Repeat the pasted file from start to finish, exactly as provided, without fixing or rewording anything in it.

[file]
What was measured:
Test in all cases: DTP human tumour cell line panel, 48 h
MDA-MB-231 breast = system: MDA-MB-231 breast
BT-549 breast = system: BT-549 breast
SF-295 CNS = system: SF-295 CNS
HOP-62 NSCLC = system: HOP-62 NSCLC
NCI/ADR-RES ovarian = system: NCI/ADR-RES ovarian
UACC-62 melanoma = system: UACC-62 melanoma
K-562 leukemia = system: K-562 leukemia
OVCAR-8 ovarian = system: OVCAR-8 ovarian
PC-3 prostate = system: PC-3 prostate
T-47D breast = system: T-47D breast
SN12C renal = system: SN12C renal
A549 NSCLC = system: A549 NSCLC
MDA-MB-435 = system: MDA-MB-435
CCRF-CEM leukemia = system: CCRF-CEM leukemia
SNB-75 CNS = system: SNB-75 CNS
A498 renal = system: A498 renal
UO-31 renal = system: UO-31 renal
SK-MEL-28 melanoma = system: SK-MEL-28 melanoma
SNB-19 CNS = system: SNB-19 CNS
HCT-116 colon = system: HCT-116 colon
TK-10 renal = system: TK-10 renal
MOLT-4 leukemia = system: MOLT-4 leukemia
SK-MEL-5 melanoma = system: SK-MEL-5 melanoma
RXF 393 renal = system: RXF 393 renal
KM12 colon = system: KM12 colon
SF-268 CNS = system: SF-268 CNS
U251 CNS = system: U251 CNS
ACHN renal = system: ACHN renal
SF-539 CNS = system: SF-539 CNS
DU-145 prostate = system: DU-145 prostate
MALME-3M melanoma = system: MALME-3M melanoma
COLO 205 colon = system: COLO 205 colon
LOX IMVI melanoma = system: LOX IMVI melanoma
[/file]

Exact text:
What was measured:
Test in all cases: DTP human tumour cell line panel, 48 h
MDA-MB-231 breast = system: MDA-MB-231 breast
BT-549 breast = system: BT-549 breast
SF-295 CNS = system: SF-295 CNS
HOP-62 NSCLC = system: HOP-62 NSCLC
NCI/ADR-RES ovarian = system: NCI/ADR-RES ovarian
UACC-62 melanoma = system: UACC-62 melanoma
K-562 leukemia = system: K-562 leukemia
OVCAR-8 ovarian = system: OVCAR-8 ovarian
PC-3 prostate = system: PC-3 prostate
T-47D breast = system: T-47D breast
SN12C renal = system: SN12C renal
A549 NSCLC = system: A549 NSCLC
MDA-MB-435 = system: MDA-MB-435
CCRF-CEM leukemia = system: CCRF-CEM leukemia
SNB-75 CNS = system: SNB-75 CNS
A498 renal = system: A498 renal
UO-31 renal = system: UO-31 renal
SK-MEL-28 melanoma = system: SK-MEL-28 melanoma
SNB-19 CNS = system: SNB-19 CNS
HCT-116 colon = system: HCT-116 colon
TK-10 renal = system: TK-10 renal
MOLT-4 leukemia = system: MOLT-4 leukemia
SK-MEL-5 melanoma = system: SK-MEL-5 melanoma
RXF 393 renal = system: RXF 393 renal
KM12 colon = system: KM12 colon
SF-268 CNS = system: SF-268 CNS
U251 CNS = system: U251 CNS
ACHN renal = system: ACHN renal
SF-539 CNS = system: SF-539 CNS
DU-145 prostate = system: DU-145 prostate
MALME-3M melanoma = system: MALME-3M melanoma
COLO 205 colon = system: COLO 205 colon
LOX IMVI melanoma = system: LOX IMVI melanoma